This study examines the performance of an isolated and embedded-in-body ducted rotor in edgewise flight conditions. The flow over a three-dimensional model of ducted rotor configurations was simulated using the Spalart-Allmaras RANS model implemented in a stabilized finite element method. A sliding mesh was used to conveniently account for the large-scale motion associated with rotor revolutions. The simulation results were analyzed to understand the flow physics and quantify the contributions of the rotor and various sections of the duct interior surfaces on the total aerodynamic forces (thrust, drag, and side force) and moments (pitching and rolling). Performance comparisons were made between the isolated and embedded configurations. In cruise, the isolated duct configuration was shown to have a larger region of separated flow off the front inlet. The separation region in both configurations induces upwash through the front of the disk resulting in higher thrust production in that region but this effect is reduced in the embedded configuration. The front inlet and the rear diffuser are the major contributors to duct H-force but the embedded duct configuration produces lower total H-force. Both the duct and rotor contribute to a nose-up pitching moment, both of which are weaker for the embedded configuration. The rotor is the primary source of vertical vibratory forces as well as vibratory pitching moment. The small tip clearance of the rotor causes a local interaction between the blade tip and duct that is the dominant contributor to H-force vibratory forces on the ducted rotor. The embedded configuration was shown to significantly reduce the magnitude of the H-force and pitching moment vibrations, while vertical vibrations were largely the same for both configurations.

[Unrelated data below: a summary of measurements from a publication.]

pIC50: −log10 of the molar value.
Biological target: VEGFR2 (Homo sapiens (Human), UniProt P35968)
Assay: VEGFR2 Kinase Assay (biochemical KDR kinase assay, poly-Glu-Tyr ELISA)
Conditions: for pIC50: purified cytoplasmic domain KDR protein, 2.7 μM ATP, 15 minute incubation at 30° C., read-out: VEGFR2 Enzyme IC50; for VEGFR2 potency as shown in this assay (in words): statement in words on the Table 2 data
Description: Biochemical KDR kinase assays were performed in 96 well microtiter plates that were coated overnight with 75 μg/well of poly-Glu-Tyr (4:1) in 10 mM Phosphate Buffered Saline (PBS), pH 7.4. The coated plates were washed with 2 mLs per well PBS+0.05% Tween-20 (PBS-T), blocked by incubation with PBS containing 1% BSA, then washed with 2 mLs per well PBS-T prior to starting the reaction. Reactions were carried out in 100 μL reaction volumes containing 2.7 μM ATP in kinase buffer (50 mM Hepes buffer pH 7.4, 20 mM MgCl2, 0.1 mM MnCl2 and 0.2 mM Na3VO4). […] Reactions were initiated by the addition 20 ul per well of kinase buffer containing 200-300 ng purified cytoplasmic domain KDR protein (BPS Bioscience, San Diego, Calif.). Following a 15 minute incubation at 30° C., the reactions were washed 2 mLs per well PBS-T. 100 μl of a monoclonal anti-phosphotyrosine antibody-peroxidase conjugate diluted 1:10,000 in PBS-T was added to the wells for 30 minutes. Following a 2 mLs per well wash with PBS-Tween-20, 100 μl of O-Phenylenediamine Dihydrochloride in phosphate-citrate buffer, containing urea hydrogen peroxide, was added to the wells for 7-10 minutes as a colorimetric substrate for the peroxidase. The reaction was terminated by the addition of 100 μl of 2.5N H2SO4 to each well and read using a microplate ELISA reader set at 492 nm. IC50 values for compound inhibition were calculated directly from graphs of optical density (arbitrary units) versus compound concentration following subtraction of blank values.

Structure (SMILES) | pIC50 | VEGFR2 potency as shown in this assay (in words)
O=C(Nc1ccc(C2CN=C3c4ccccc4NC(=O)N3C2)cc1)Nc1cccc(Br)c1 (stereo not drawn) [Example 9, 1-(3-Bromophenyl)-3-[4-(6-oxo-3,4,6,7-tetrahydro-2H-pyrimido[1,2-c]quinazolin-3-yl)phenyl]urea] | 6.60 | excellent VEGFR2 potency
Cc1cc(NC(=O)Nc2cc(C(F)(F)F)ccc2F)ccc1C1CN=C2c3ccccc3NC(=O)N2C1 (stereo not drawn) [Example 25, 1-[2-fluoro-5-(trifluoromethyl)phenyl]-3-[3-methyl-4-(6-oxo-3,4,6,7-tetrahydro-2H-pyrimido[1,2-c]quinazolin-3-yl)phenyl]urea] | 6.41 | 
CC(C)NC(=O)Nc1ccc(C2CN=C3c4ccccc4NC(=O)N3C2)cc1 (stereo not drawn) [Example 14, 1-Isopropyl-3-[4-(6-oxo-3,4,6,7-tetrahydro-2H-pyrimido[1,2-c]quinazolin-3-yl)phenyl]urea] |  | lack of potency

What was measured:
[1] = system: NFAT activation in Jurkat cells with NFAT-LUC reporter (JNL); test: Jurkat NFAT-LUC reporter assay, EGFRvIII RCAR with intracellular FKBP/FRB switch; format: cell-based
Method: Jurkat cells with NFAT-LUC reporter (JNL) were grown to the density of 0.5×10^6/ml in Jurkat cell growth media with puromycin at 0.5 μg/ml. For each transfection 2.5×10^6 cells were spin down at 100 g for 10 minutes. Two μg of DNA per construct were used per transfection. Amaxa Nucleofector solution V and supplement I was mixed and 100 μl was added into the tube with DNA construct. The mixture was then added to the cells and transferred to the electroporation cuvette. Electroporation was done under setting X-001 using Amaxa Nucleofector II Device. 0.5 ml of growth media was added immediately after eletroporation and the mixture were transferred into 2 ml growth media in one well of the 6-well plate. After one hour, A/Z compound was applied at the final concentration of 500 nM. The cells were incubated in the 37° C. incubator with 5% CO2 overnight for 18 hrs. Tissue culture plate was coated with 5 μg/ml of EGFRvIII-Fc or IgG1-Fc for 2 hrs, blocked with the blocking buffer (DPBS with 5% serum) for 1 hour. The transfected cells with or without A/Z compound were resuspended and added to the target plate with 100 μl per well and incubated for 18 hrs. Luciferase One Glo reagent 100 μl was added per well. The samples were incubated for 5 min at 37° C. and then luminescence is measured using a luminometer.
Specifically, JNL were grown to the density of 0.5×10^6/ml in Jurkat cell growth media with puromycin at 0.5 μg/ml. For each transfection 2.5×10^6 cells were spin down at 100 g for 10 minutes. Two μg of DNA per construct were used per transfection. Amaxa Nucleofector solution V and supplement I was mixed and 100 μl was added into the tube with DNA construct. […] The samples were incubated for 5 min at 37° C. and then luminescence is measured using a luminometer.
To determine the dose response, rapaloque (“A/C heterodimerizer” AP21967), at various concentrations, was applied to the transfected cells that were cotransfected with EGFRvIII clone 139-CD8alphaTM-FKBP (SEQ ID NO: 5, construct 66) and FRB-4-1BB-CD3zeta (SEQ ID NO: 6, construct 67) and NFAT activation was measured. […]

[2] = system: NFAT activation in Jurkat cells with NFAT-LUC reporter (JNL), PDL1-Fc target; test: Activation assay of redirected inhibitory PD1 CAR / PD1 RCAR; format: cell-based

2018 AIAA Aerospace Sciences Meeting, AIAA SciTech Forum, Kissimmee, Florida, Jan 8-12, 2018, (AIAA 2018-1527).